Aware that her options to see lesbians like herself in movies are limited, Cowan says she’s open to watching any gay movie. But especially during the holidays, she wants to see relatable queer characters who aren’t suffering.
“So many gay movies are very sad to watch, and they might be really good and beautiful and everything, but they’re not enjoyable, per se,” she said. “Sometimes you want to watch something that puts you in a lighthearted mood.”
Cowan appreciates when LGBTQ cultural references in films are subtle and specific, she said, like when a character is talking to their plants they named or when a scene is punctuated by a lesser-known Britney Spears tune.
“Everybody deserves to see themselves represented, and if you are at a point in your life where you’re confused about your identity or you’re trying to come to terms with it, it’s definitely helpful to see characters like that that you can relate to in media,” she said. “I kind of figured it out when I was 19 years old, but I feel like it wouldn’t have taken me so long to figure it out had I seen more of that represented.”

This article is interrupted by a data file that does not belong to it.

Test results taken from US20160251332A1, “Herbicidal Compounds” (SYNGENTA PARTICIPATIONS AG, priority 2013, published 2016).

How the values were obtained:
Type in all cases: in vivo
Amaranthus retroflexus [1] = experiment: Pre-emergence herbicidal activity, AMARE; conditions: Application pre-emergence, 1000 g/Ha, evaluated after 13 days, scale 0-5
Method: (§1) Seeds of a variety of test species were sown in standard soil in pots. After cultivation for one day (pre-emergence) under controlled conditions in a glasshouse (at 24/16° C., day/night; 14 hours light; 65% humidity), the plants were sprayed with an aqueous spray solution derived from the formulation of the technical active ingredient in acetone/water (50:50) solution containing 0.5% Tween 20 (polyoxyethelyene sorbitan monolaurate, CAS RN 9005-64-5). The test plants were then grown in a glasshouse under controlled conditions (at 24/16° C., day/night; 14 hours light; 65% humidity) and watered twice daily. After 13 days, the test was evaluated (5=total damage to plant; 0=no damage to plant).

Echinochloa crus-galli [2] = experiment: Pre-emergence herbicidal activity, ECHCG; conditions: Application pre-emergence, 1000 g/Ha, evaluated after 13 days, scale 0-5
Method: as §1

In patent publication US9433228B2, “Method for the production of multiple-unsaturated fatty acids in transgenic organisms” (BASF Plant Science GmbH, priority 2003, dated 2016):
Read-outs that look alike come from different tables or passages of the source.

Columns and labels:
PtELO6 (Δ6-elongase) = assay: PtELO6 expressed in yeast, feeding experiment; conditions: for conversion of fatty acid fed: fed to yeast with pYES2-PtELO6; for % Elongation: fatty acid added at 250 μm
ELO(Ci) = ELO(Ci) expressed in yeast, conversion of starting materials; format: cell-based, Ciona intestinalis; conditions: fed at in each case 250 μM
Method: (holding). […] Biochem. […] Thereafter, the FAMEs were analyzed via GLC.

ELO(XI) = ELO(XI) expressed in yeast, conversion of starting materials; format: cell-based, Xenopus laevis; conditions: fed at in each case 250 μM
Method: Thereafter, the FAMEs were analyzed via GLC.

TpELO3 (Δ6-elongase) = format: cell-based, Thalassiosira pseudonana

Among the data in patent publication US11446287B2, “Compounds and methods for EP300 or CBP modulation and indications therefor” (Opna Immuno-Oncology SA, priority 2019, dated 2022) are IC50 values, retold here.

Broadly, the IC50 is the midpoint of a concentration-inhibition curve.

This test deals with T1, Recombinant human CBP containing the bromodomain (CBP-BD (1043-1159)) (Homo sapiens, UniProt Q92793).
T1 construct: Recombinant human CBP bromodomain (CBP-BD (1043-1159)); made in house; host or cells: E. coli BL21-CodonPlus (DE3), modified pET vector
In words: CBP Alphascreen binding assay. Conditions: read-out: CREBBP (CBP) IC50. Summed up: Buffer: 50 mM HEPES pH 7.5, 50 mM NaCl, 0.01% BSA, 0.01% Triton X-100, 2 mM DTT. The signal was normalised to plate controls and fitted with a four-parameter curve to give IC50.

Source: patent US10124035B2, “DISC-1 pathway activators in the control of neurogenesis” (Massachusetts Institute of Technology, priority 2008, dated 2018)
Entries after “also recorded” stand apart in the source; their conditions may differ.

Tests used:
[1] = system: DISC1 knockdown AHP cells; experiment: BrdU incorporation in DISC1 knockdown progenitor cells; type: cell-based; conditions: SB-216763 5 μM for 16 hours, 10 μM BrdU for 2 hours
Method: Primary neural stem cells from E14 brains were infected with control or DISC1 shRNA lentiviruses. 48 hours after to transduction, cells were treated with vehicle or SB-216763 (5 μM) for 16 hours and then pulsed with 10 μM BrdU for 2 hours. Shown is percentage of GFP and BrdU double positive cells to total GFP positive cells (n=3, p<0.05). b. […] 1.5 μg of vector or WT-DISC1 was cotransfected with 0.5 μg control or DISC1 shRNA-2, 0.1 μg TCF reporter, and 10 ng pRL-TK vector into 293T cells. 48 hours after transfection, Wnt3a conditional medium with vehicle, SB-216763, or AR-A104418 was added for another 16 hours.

Bailey said his self-discoveries were tied to movies such as the 1998 coming-of-age film “Edge of Seventeen,” especially while growing up in a small town where there weren’t many gay people. Stewart said he used to hide away in his bedroom to watch “Queer as Folk,” an early-2000s Showtime drama series that showcased a group of gay friends and was filmed near where Stewart lived. Watching the show, Stewart said, gave him hope that life would get better.
“Single All the Way” reminded him of it.
“For Christmas movies to be shown where there are happy representations of queer couples and queer life I’m sure has made an impact on kids who are going through similar things right now in small towns all over North America,” he said. “I’m very encouraged.”